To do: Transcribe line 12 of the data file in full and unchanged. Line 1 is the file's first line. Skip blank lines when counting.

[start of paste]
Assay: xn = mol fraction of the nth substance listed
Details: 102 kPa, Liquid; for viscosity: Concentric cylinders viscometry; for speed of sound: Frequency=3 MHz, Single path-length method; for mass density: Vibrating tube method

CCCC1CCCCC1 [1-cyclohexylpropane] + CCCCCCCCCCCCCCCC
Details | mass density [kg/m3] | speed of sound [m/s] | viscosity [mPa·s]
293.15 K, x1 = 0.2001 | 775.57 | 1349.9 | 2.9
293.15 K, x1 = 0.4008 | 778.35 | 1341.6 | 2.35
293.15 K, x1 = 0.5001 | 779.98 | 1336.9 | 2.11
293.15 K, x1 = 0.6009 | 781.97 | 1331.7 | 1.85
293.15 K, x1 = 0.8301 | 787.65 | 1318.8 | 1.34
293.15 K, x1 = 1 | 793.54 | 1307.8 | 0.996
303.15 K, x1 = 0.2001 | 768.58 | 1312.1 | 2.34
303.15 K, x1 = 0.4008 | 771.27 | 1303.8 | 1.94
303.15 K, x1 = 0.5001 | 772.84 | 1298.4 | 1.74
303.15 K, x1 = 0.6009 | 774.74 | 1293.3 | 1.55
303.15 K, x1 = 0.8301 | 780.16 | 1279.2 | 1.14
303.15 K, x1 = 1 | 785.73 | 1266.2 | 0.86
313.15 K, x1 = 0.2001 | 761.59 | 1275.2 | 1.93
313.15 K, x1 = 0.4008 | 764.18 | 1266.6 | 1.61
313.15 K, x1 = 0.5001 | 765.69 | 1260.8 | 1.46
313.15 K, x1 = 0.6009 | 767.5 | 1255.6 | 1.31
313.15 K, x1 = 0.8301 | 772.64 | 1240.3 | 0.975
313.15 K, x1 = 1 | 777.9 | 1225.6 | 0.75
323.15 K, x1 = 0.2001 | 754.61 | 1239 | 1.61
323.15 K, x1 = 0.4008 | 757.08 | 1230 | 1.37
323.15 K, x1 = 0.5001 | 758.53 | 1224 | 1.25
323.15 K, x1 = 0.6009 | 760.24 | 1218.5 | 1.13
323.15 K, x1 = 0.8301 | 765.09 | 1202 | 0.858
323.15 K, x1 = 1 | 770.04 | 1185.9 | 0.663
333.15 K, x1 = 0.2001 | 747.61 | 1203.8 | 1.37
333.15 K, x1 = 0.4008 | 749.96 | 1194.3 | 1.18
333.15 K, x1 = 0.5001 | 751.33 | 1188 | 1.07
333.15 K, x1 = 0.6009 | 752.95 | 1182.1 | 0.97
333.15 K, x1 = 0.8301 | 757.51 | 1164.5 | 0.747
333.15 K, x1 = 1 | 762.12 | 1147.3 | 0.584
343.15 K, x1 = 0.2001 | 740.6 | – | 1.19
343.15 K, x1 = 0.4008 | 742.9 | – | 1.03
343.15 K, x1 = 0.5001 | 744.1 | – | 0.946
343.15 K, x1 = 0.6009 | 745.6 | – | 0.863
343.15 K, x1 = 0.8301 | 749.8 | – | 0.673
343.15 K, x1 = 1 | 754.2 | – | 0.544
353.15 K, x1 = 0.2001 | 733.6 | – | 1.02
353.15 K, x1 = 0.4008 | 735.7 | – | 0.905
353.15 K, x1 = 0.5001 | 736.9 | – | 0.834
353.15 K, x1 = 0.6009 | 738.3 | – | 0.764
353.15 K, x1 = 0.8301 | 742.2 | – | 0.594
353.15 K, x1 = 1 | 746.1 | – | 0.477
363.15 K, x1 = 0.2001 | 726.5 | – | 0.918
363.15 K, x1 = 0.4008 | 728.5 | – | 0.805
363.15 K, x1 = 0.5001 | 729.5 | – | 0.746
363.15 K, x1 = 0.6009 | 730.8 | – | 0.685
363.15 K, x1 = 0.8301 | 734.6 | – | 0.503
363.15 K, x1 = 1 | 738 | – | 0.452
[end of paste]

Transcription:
303.15 K, x1 = 0.4008 | 771.27 | 1303.8 | 1.94